Hooded killer who chased and knifed black teenager handed six-year sentence

·4-min read

A 15-year-old youth has been sentenced to six years and six months in custody for fatally stabbing a black teenager who was chased and subjected to “disgusting” racist abuse.

The killer, who cannot be named because of his age, was ordered to be detained on Friday by a judge at Birmingham Crown Court, who said an earlier confrontation “did not remotely justify” the attack on 14-year-old Dea-John Reid.

Dea-John was knifed in the chest by the 15-year-old on May 31 last year in the Kingstanding area of Birmingham after being chased by a five-strong group who arrived in a car.

Kingstanding stabbing
A forensics officer at the scene on College Road, Kingstanding, last year (Jacob King/PA)

Jurors convicted the killer of manslaughter but acquitted him of murder after an earlier trial which heard that an attempt had been made to mug one of his friends.

Passing sentence, Mr Justice Johnson told the youth by a video-link to a secure unit: “Whatever was done by the other group it did not remotely justify or excuse what happened next.

“This was an offence which involved others and in which you took a leading role.

“Your co-defendants were acquitted by a jury of homicide. But that does not mean that they had no involvement in what you did.”

Mr Justice Johnson added that a man who chased Dea-John had earlier shouted “disgusting” and “terrible” racist abuse.

The judge told the 15-year-old, who wore gloves and a balaclava to carry out the killing: “The CCTV shows that there was a concerted chase of Dea-John, which was led by you and which involved four others.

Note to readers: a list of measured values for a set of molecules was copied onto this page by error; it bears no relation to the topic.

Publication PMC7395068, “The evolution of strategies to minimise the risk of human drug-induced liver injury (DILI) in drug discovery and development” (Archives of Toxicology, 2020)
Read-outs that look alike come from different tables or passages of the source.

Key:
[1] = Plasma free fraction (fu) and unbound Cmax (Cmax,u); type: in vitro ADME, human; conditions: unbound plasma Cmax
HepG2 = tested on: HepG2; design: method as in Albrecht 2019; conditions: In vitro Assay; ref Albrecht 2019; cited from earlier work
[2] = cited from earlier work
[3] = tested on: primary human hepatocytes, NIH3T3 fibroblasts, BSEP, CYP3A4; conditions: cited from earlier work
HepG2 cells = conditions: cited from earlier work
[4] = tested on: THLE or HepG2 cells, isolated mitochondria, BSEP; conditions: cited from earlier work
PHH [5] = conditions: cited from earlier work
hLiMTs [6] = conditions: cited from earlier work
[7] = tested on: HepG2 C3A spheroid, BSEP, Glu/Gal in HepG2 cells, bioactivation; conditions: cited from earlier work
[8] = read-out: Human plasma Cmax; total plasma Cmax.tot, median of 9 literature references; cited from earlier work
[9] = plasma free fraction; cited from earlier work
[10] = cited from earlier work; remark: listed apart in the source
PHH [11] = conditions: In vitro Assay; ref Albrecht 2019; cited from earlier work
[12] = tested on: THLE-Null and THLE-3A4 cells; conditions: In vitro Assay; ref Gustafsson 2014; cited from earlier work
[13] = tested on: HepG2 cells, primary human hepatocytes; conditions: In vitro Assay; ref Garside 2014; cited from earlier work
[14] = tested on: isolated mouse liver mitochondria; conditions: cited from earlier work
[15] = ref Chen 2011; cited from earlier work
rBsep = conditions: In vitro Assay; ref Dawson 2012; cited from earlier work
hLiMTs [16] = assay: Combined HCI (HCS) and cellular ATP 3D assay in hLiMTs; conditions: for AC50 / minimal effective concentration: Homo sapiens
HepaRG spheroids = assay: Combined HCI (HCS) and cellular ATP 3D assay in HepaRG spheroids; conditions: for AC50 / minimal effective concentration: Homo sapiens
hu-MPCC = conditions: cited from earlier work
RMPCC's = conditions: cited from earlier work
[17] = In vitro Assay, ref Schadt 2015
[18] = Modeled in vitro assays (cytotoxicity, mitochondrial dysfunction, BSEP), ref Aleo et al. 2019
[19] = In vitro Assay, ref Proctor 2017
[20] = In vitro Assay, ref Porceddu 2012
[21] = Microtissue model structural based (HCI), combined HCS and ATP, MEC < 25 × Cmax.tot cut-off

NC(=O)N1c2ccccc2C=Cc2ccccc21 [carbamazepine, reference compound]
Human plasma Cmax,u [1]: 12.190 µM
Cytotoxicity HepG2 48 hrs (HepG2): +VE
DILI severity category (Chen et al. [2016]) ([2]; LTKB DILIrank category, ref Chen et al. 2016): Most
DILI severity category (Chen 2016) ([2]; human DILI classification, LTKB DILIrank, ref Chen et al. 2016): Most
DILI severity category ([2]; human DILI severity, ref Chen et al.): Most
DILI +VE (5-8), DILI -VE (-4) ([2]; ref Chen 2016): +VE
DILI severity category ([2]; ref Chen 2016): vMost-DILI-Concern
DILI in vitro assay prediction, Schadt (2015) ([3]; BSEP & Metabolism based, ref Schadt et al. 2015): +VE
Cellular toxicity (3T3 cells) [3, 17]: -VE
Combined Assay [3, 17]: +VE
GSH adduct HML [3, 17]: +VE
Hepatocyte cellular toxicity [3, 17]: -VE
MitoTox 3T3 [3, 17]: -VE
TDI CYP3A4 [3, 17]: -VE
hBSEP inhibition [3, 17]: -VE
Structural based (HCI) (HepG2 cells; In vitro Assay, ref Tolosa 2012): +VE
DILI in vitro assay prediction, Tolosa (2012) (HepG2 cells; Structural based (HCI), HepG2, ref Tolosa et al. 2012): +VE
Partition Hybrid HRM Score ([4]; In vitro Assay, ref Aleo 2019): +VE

“If an adult did what you did then that would almost certainly be murder and they would be sentenced to life imprisonment.”

The judge rejected an application to lift an order protecting the identity of the boy, who was told he will serve half his sentence in custody but could be returned to detention if he did not “follow rules”.

He was also informed that time spent on remand will be taken off his term of custody, meaning he could be released within three years.

In a victim impact statement, Dea-John’s mother, Joan Morris, said her “handsome” son, a would-be footballer and dentist who was unarmed, had been “hunted by a lynch mob reminiscent of a scene from Mississippi Burning”.

In her statement, read to the court by family friend Bishop Desmond Jaddoo, Ms Morris said the killer had deliberately picked up a kitchen knife, placed it down his tracksuit trousers, and then chased Dea-John with a knife raised in the air.

After sitting through the trial and watching the last moments of her son’s life on CCTV footage, Ms Morris said the verdict of manslaughter and the acquittal of four other defendants had added insult to injury.

She said: “This verdict of manslaughter, whilst the others are all found not guilty, just goes to prove to me that the life of Dea-John Reid, my son, a young black man, didn’t matter.

“This only highlights the ongoing question, ‘Do black lives really matter?’

“As far as I am concerned many will say that this young man has been held accountable for killing my son, however I do wonder, if the roles were reversed, what the verdict may well have been?

“I do believe that a system that I decided to trust has completely let me, my family, my community, including the friends of Dea-John, down.”

Speaking outside court on behalf of the family, Mr Jaddoo said: “Whilst welcoming that someone has been held to account for causing Dea-John’s death… today we hear that the young man found culpable for his death will serve, physically, less than three years in prison.

“Clearly the family are upset. This Government has to change the law. Dea-John’s death must not be in vain.”

West Midlands Police treated the killing as racially aggravated due to a racial slur shouted at Dea-John’s group from a car.

After the sentencing, Detective Superintendent Shaun Edwards said: “Dea-John was a 14-year-old boy – just a child with his whole life ahead of him.

“He had no convictions or cautions, he was an innocent boy.

“To have lost his life in such an appalling way, shattering all the hopes his family had to see him grow up, is absolutely tragic.”

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